Tandem team of NASA robots prepare to discover the secrets of Mars.
Authored by: Mr James Orman
Andrew N. Liveris Academy for Innovation and Leadership at The University of Queensland, Brisbane.
On the 6th of July 2012, the Curiosity rover landed on Mars. This rover was the biggest we had ever sent to the Red Planet (about the size of an SUV!) and involved a plethora of new technologies and scientific equipment. After 8 years of hard work on the surface, humanity will send her little brother Perseverance to join her.
Perseverance, nicknamed Percy by the team at NASA, is very similar to his older sister. Work began designing Perseverance soon after Curiosity even landed on Mars, and most of the engineers worked on both projects. Percy is expected to launch in the middle of this year and start working on Mars by February 2021, after a 7-month trip. That’s a hell of a commute!
Perseverance is equipped with a variety of tools to help it do its job. It has 23 cameras on-board, some equipment to search for ice and water, and weather and dust sensors. The rover is also equipped with lasers for analysing rocks and is powered by an onboard nuclear power source. Imagine your job description involving the phrase “must be able to operate a nuclear-powered laser robot on Mars”.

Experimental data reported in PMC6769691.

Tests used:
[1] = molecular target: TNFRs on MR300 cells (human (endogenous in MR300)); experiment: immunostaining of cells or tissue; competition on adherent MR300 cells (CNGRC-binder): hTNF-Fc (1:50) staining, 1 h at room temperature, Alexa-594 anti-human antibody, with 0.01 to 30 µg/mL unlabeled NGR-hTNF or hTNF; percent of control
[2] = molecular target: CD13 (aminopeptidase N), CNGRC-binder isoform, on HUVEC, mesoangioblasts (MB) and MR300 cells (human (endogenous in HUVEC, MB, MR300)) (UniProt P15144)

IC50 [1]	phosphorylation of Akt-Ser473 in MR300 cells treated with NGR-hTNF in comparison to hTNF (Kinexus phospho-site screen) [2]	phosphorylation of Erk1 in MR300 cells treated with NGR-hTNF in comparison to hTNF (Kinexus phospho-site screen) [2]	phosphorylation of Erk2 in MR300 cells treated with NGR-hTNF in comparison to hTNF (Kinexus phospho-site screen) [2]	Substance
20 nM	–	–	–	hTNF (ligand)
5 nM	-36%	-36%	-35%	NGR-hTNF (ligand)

Like any good astronaut, it also carries a number of scientific experiments. The most interesting of these is nicknamed MOXIE. MOXIE is designed to test making breathable oxygen from Mars’ currently unbreathable carbon dioxide atmosphere. Oxygen is also a vital component in rocket fuel. Thanks to the work of Perseverance, our future Martian cities might be able to make their air and fuel on the surface, and not have to bring it all from home.
Perhaps the most exciting thing about the Perseverance rover is that it’s bringing a friend. Missions to Mars with two robots working together are not a new idea. In fact, the 1997 Pathfinder mission had a lander, Pathfinder and a rover, Sojourner, who worked together to reveal the secrets of this alien world.
However, the Perseverance mission in 2020 is the first to bring along a flying drone. Drones such as quadcopters are being used widely on Earth, but their work on Mars is a little bit harder. While the gravity on the Red Planet is lower than Earth’s, the atmosphere is a thin sheet compared to the thick, warm blanket we have at home.
Because the drone relies on the atmosphere to generate thrust, the Mars Helicopter will have to work a lot harder, and be significantly different, to helicopters on Earth. Its main purpose is to fly short flights, scouting around and looking for interesting places for Percy to check out. Hopefully this dynamic partnership will reveal more unknown secrets about this mysterious planet.
Sadly, like all our other robots on Mars, Perseverance currently has no way of getting home to Earth. However, on a more positive note, our Mars rovers have a tendency to greatly outlive their predicted life spans. The Opportunity rover, launched in 2003, was designed to operate for about 90 days. However, the tenacious little rover kept on chugging for close to 15 years. Turns out NASA really knows how to build a robot.